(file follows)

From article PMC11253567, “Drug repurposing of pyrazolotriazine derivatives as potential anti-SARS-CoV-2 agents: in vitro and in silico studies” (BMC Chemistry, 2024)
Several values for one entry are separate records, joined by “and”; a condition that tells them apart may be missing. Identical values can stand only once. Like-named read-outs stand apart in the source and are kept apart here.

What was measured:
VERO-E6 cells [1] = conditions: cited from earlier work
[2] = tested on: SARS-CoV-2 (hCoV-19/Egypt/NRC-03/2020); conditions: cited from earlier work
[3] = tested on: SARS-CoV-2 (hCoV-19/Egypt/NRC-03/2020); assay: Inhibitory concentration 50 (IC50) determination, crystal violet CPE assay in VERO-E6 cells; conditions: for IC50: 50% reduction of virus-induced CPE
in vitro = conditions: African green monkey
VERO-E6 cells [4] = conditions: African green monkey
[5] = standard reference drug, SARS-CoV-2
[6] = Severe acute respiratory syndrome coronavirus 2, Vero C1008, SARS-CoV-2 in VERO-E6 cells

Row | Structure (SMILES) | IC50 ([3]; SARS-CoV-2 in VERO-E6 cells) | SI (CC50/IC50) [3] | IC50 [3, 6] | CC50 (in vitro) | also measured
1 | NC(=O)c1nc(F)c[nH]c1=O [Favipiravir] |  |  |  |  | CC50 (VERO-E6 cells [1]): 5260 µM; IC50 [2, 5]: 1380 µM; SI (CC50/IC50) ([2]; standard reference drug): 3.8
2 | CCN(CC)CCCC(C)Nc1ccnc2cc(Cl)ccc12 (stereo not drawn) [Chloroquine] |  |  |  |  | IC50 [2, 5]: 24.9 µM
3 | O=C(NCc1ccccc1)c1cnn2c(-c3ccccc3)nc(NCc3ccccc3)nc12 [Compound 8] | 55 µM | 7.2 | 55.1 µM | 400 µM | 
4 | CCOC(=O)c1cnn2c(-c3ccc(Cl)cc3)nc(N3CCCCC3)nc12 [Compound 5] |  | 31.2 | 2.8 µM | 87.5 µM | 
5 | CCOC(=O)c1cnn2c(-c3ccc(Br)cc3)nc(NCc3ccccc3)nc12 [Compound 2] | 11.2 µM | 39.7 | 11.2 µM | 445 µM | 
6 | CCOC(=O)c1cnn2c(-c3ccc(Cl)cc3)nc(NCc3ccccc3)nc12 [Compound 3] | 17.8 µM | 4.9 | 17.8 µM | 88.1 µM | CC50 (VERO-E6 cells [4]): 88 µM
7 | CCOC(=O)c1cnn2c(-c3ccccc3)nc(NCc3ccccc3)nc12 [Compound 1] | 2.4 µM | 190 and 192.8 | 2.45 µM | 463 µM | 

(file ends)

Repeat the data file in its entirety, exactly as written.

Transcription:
From article PMC11253567, “Drug repurposing of pyrazolotriazine derivatives as potential anti-SARS-CoV-2 agents: in vitro and in silico studies” (BMC Chemistry, 2024)
Several values for one entry are separate records, joined by “and”; a condition that tells them apart may be missing. Identical values can stand only once. Like-named read-outs stand apart in the source and are kept apart here.

What was measured:
VERO-E6 cells [1] = conditions: cited from earlier work
[2] = tested on: SARS-CoV-2 (hCoV-19/Egypt/NRC-03/2020); conditions: cited from earlier work
[3] = tested on: SARS-CoV-2 (hCoV-19/Egypt/NRC-03/2020); assay: Inhibitory concentration 50 (IC50) determination, crystal violet CPE assay in VERO-E6 cells; conditions: for IC50: 50% reduction of virus-induced CPE
in vitro = conditions: African green monkey
VERO-E6 cells [4] = conditions: African green monkey
[5] = standard reference drug, SARS-CoV-2
[6] = Severe acute respiratory syndrome coronavirus 2, Vero C1008, SARS-CoV-2 in VERO-E6 cells

Row | Structure (SMILES) | IC50 ([3]; SARS-CoV-2 in VERO-E6 cells) | SI (CC50/IC50) [3] | IC50 [3, 6] | CC50 (in vitro) | also measured
1 | NC(=O)c1nc(F)c[nH]c1=O [Favipiravir] |  |  |  |  | CC50 (VERO-E6 cells [1]): 5260 µM; IC50 [2, 5]: 1380 µM; SI (CC50/IC50) ([2]; standard reference drug): 3.8
2 | CCN(CC)CCCC(C)Nc1ccnc2cc(Cl)ccc12 (stereo not drawn) [Chloroquine] |  |  |  |  | IC50 [2, 5]: 24.9 µM
3 | O=C(NCc1ccccc1)c1cnn2c(-c3ccccc3)nc(NCc3ccccc3)nc12 [Compound 8] | 55 µM | 7.2 | 55.1 µM | 400 µM | 
4 | CCOC(=O)c1cnn2c(-c3ccc(Cl)cc3)nc(N3CCCCC3)nc12 [Compound 5] |  | 31.2 | 2.8 µM | 87.5 µM | 
5 | CCOC(=O)c1cnn2c(-c3ccc(Br)cc3)nc(NCc3ccccc3)nc12 [Compound 2] | 11.2 µM | 39.7 | 11.2 µM | 445 µM | 
6 | CCOC(=O)c1cnn2c(-c3ccc(Cl)cc3)nc(NCc3ccccc3)nc12 [Compound 3] | 17.8 µM | 4.9 | 17.8 µM | 88.1 µM | CC50 (VERO-E6 cells [4]): 88 µM
7 | CCOC(=O)c1cnn2c(-c3ccccc3)nc(NCc3ccccc3)nc12 [Compound 1] | 2.4 µM | 190 and 192.8 | 2.45 µM | 463 µM | 